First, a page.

Adam LaRoche led all NL first basemen in homers and was second in RBI last year. That, plus a Gold Glove, meant that if all-star teams were picked after the season, he might have made his first one in ’12. This year, after a horrid April, he’s still only 19th in RBI among MLB first basemen and would be perhaps the NL’s sixth- or seventh-best player at his spot.
Denard Span is average. WAR includes defense and base running. It ranks him 16th among center fielders in ’13 and 17th over the past four years.
Among starting catchers, overworked Kurt Suzuki is the third-worst hitter this year by OPS and has the second-worst percentage of thrown-out base stealers (12 percent). He’s so agile he’s allowed only 12 wild pitches and no passed balls; so he saves about 30 balls a year from going to the backstop vs. an average catcher. That compensates for the thievery.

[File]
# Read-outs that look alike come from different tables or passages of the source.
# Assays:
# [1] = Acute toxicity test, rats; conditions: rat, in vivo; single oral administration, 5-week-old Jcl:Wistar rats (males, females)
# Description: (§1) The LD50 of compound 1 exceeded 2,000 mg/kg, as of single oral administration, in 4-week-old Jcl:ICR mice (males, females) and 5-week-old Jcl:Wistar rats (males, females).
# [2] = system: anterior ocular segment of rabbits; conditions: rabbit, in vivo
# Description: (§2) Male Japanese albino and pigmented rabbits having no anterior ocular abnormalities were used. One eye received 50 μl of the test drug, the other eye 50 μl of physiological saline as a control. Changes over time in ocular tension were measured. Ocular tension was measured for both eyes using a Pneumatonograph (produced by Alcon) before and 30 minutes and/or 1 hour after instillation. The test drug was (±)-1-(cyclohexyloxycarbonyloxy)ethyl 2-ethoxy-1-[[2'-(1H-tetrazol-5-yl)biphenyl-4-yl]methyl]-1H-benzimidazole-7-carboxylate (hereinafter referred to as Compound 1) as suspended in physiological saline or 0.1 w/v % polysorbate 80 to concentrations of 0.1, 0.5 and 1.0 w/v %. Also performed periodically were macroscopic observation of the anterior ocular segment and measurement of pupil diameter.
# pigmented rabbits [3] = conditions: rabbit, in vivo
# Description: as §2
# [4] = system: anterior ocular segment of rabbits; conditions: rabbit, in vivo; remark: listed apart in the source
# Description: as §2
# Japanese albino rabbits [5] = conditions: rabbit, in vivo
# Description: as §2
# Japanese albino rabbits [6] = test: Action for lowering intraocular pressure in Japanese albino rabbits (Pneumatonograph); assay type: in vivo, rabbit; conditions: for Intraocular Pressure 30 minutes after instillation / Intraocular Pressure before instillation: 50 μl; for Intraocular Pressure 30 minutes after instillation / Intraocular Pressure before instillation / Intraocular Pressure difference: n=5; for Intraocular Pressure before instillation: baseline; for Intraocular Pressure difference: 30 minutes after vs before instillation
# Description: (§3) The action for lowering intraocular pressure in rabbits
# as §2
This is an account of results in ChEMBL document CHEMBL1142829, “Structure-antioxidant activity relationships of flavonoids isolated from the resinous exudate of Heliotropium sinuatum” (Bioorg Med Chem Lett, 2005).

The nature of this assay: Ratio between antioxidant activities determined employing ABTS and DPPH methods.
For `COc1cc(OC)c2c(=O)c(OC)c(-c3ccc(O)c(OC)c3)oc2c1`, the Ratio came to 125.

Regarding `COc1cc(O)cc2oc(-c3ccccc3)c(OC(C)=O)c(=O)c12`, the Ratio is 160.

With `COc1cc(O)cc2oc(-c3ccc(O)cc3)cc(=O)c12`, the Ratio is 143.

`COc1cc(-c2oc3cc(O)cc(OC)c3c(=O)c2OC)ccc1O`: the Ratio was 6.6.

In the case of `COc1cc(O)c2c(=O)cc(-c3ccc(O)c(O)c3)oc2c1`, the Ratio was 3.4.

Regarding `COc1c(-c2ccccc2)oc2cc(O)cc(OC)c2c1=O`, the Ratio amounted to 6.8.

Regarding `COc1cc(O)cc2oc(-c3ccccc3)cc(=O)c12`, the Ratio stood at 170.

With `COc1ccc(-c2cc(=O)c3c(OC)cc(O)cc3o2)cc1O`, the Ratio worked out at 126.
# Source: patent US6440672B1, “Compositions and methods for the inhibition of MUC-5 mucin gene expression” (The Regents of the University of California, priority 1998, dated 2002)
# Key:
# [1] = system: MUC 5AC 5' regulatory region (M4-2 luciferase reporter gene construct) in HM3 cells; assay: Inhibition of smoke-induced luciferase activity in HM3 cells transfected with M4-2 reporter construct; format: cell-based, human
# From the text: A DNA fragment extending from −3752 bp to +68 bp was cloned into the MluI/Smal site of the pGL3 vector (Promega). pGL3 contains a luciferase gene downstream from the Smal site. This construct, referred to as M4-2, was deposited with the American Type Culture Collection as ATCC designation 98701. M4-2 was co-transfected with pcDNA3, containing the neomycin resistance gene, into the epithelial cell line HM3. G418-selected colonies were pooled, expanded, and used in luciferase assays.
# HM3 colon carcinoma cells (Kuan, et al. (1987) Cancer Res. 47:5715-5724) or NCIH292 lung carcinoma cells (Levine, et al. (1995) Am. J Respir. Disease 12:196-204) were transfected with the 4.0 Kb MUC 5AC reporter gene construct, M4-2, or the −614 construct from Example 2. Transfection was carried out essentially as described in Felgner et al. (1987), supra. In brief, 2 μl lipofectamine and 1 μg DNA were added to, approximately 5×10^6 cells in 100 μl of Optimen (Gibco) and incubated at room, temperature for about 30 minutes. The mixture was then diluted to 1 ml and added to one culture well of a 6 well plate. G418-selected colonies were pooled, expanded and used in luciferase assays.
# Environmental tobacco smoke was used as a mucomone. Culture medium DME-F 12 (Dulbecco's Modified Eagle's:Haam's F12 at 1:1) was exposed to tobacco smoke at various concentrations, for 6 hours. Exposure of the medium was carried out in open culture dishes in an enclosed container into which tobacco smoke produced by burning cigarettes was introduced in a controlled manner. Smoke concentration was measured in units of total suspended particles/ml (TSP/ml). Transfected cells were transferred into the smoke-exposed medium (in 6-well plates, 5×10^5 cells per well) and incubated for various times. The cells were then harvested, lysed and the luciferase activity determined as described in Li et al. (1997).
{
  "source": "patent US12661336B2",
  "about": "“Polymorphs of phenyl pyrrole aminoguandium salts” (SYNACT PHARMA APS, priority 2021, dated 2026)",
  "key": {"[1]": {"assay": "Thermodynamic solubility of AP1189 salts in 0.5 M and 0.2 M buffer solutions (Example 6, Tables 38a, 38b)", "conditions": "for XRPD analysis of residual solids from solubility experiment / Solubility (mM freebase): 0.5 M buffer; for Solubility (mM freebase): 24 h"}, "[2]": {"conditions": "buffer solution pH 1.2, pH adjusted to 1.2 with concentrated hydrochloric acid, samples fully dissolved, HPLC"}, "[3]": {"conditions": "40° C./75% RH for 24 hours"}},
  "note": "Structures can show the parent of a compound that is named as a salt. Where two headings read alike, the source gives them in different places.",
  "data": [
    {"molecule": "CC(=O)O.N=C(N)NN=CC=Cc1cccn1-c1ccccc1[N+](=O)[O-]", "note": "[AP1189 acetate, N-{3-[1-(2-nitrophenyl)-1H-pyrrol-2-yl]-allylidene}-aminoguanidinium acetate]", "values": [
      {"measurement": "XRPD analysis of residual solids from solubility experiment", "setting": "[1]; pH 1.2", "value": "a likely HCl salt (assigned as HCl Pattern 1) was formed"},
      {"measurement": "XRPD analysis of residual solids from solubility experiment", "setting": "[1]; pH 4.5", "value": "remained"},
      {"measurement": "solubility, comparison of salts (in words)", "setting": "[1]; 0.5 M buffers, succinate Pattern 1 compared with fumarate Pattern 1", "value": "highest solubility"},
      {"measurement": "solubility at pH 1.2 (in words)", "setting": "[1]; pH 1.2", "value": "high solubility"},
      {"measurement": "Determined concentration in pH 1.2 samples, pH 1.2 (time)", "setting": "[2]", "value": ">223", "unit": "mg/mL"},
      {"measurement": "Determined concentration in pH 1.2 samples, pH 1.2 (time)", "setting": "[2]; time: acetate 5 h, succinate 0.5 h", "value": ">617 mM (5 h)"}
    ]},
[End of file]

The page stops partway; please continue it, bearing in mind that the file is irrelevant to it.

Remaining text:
Last season, Danny Espinosa ranked second among NL second basemen in extra-base hits and steals — the power, speed combination — while making only six errors. Then, he plummeted back to Class AAA this year.
If we look candidly at these six everyday positions, we see why the returns of Harper and catcher Wilson Ramos from the DL, and Anthony Rendon’s eventual development at second base are so vital to the Nats.
Once again, the Nats have slipped to next to last in baseball in runs per game. When fans wonder, “How can that happen with so many ‘good’ players?” They should look at the all-star ballots they have been handed. There are no pitchers — the Nats’ strength — included there. Instead, there are eight everyday positions. Second base was a cipher for months. Four other starting spots have lost 151 games to injury with zilch value in bench help.
Because the Nats, when healthy, have no voids in their lineup, it’s easy to overestimate the sum of all their respectable parts. A batting order needs stars. And it needs serious thump. All the Nats’ center fielders, second basemen and catchers (except Ramos) have batted more than 1,000 times with only seven home runs. That’s a huge weight for five other everyday spots to carry, especially when most of them are good, but not great players.
For now vote for Desmond. And, maybe, stop right there.
For previous columns by Thomas Boswell, visit washingtonpost.com/